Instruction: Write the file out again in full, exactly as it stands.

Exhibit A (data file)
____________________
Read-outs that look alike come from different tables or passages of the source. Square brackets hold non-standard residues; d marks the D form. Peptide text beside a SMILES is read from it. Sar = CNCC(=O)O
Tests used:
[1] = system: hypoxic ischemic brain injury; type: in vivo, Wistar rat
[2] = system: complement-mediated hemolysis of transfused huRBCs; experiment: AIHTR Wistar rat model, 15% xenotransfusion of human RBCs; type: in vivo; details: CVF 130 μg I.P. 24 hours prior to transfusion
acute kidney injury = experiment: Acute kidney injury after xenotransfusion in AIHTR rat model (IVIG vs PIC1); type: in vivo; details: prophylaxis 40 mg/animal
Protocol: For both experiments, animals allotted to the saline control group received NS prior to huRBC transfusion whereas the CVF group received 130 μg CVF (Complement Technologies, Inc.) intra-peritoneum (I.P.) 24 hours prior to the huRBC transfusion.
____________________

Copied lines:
Read-outs that look alike come from different tables or passages of the source. Square brackets hold non-standard residues; d marks the D form. Peptide text beside a SMILES is read from it. Sar = CNCC(=O)O
Tests used:
[1] = system: hypoxic ischemic brain injury; type: in vivo, Wistar rat
[2] = system: complement-mediated hemolysis of transfused huRBCs; experiment: AIHTR Wistar rat model, 15% xenotransfusion of human RBCs; type: in vivo; details: CVF 130 μg I.P. 24 hours prior to transfusion
acute kidney injury = experiment: Acute kidney injury after xenotransfusion in AIHTR rat model (IVIG vs PIC1); type: in vivo; details: prophylaxis 40 mg/animal
Protocol: For both experiments, animals allotted to the saline control group received NS prior to huRBC transfusion whereas the CVF group received 130 μg CVF (Complement Technologies, Inc.) intra-peritoneum (I.P.) 24 hours prior to the huRBC transfusion.